Save time, stress, cash and unwanted calories on your next road trip.
You’re getting ready to embark on a road trip adventure. Luggage is in the trunk, the GPS is all set and the alarm is ready for your 5 a.m. wakeup call. But there’s one key component you’re forgetting that will make these travels seamless.
Of course you’ve pre-planned fueling your vehicle, but what about fuel for you and your passengers? Keep the gang fully satisfied and dodging drive-thru and rest-stop fat-traps with these tips for your healthiest road trip yet.
1. Get a healthy start
Before you even get on the road, start your morning with a hearty meal, so you start the trip off satisfied and energized. An ideal combo is oatmeal, hard boiled eggs and fruit.
2. Bring the cooler
If you’re going to be in the car for a while, it’s no problem. A good-quality cooler and the appropriate amount of ice packs can keep your food fresh anywhere from 24 to 36 hours. (FYI, an ice pack at room temperature will last 2 to 3 hours max.) Load up on healthy snacks high in protein and fiber to keep everyone full and avoiding mindless snacking.
Pack the cooler with hummus, Greek yogurt, fruits and veggies, hard-boiled eggs and cheese strings. Frozen grapes in baggies are a perfect way to keep things cool. Plus, grapes as well as carrots and celery are a nice way to add crunch factor.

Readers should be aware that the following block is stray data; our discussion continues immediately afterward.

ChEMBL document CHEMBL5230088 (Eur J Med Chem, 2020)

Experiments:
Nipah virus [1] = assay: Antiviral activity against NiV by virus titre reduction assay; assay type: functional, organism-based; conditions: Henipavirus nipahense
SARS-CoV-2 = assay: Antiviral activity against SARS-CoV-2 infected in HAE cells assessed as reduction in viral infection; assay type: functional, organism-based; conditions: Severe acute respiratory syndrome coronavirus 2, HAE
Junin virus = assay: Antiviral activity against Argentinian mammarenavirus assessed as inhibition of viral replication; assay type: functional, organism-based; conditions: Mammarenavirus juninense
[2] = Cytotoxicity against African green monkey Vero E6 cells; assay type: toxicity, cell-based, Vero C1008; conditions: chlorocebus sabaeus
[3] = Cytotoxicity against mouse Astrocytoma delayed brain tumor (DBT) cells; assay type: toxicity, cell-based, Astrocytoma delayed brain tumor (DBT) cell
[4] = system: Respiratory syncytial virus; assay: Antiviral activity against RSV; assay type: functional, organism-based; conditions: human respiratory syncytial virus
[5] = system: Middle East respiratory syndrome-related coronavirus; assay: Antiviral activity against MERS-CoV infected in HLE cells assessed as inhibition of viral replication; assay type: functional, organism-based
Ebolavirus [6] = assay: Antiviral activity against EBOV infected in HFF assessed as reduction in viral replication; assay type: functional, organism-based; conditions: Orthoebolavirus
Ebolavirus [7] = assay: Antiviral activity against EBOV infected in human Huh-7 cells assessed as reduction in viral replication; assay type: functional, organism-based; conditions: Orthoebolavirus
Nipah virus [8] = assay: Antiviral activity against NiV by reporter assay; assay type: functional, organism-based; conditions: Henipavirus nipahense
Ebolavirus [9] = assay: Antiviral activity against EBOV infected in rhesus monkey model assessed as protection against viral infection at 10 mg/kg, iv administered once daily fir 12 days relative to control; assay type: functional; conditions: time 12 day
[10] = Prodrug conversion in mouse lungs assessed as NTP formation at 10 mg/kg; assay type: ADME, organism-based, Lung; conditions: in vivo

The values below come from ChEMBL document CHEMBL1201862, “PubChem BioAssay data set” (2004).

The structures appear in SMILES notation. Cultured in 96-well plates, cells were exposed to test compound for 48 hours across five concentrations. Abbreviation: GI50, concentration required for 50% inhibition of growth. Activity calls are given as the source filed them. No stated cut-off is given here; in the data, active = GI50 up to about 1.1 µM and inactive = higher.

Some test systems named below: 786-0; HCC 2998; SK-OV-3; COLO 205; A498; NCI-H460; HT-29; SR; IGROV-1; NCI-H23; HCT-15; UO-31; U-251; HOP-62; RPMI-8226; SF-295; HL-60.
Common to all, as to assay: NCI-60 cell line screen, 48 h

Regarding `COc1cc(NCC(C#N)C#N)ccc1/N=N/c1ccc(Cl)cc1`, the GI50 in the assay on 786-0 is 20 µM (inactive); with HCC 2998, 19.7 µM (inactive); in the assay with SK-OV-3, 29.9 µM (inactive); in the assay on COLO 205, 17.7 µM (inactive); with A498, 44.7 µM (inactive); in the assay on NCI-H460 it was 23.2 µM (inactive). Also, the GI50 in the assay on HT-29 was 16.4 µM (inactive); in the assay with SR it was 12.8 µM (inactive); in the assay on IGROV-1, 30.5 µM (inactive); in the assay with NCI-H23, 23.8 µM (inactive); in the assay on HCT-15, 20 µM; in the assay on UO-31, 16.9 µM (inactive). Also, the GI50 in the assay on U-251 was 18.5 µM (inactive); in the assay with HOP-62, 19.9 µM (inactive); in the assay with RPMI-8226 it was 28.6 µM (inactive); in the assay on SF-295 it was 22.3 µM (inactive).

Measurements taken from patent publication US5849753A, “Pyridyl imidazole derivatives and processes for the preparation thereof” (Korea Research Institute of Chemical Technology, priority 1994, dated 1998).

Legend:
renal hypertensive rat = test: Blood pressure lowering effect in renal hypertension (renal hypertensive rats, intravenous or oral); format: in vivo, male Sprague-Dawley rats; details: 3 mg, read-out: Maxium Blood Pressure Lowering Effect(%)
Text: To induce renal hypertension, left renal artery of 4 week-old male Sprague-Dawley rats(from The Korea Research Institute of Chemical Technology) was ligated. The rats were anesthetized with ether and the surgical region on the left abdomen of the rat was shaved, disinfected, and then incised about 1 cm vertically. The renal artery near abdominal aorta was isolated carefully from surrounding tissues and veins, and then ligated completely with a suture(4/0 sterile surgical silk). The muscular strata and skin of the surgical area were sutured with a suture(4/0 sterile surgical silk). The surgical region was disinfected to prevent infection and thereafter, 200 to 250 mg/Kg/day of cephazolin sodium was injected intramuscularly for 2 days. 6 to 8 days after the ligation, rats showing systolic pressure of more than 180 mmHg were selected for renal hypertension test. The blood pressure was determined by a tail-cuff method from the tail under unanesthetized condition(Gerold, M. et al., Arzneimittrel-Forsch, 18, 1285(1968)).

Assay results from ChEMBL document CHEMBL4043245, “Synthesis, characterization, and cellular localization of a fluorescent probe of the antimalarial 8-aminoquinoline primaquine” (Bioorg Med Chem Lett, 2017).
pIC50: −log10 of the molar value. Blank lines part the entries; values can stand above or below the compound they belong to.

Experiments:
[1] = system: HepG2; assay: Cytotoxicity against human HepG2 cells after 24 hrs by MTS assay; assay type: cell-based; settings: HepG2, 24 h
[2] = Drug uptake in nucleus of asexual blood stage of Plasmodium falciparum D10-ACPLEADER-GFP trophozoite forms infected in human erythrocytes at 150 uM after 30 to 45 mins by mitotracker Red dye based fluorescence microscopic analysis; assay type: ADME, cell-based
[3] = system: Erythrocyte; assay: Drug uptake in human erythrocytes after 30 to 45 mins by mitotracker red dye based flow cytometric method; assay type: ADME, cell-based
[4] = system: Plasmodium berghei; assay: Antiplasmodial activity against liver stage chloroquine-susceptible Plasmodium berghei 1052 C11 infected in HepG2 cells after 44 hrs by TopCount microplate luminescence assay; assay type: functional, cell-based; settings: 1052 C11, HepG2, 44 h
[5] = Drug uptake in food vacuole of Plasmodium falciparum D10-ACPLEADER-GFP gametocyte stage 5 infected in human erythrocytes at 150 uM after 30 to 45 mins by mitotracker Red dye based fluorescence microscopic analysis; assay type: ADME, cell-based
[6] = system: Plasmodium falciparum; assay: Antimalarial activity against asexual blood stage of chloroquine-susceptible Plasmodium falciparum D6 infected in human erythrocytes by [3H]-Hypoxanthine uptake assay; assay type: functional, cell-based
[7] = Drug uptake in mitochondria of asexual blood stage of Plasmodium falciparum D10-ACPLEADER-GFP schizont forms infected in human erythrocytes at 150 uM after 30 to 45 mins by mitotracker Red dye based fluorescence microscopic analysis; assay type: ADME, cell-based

3. Pack snacks that satisfy
In terms of non-perishables, think nuts, pita pockets, protein bars, popcorn, canned tuna, dark chocolate (but just a bite or two for when that sweet craving hits).
4. Stay hydrated
Enough water is essential for the trip – frequent bathroom breaks be damned! Proper hydration wins that battle every time. And really maximize your water. Pack infused water, which has tons of benefits, plus a little extra snack factor because of the fruit.
5. Stretch your legs
Food isn’t the only way to keep your road trip healthy. Remember to stretch or even do jumping jacks at rest stops to avoid cramping and to stay limber.
6. Practice sun safety
Make sure you have sunglasses and sunscreen. Although windows are closed, you’re still not fully protected from the UV rays.
7. Make healthy meal choices
Plan your meals in advance. Lunch and snacks most likely will be in the car or at a rest stop, and most likely dinner at the hotel restaurant or on a quaint Main Street you’ve discovered. Try to maintain your clean theme by ordering wisely. A burger is fine, but skip the fries and shake. Pasta sound good? No thanks to the garlic bread with cheese.
8. Get plenty of rest
If you start to feel tired, have one of your co-pilots take a turn at the wheel. If everyone is pooped, pull over for a cat nap.